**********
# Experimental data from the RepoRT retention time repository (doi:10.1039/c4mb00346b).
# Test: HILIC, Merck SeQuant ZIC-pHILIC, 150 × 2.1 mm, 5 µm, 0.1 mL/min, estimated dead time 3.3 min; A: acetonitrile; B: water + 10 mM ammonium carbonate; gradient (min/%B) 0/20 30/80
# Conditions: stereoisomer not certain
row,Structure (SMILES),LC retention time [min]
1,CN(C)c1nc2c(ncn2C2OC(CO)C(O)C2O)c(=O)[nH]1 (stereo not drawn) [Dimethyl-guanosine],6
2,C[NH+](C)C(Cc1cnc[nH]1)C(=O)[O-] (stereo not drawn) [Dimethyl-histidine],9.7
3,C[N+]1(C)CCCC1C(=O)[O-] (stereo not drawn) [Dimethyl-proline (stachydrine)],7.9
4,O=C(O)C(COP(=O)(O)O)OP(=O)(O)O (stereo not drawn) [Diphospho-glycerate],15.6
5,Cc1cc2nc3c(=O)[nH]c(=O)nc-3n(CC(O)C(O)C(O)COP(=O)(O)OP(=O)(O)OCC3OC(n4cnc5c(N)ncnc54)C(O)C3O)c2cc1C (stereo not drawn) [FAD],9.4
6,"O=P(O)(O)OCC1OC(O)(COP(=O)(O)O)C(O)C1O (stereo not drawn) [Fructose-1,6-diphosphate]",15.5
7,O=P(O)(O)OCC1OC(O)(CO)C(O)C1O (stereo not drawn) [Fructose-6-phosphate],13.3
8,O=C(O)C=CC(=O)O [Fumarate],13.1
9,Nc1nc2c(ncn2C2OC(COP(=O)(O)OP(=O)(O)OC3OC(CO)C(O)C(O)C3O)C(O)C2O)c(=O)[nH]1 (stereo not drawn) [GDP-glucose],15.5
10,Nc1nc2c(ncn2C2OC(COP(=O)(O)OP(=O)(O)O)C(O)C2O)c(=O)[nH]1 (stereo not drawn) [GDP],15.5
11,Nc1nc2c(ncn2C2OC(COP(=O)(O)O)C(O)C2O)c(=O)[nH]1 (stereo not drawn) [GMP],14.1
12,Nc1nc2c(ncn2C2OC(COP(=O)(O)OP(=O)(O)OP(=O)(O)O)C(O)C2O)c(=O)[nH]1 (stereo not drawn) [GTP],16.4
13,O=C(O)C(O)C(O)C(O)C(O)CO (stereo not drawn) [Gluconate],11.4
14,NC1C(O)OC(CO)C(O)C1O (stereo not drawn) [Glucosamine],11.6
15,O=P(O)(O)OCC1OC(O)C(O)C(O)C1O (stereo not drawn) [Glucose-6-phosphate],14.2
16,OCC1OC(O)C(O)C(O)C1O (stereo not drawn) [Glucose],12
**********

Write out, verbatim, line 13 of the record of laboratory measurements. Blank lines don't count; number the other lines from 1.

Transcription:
9,Nc1nc2c(ncn2C2OC(COP(=O)(O)OP(=O)(O)OC3OC(CO)C(O)C(O)C3O)C(O)C2O)c(=O)[nH]1 (stereo not drawn) [GDP-glucose],15.5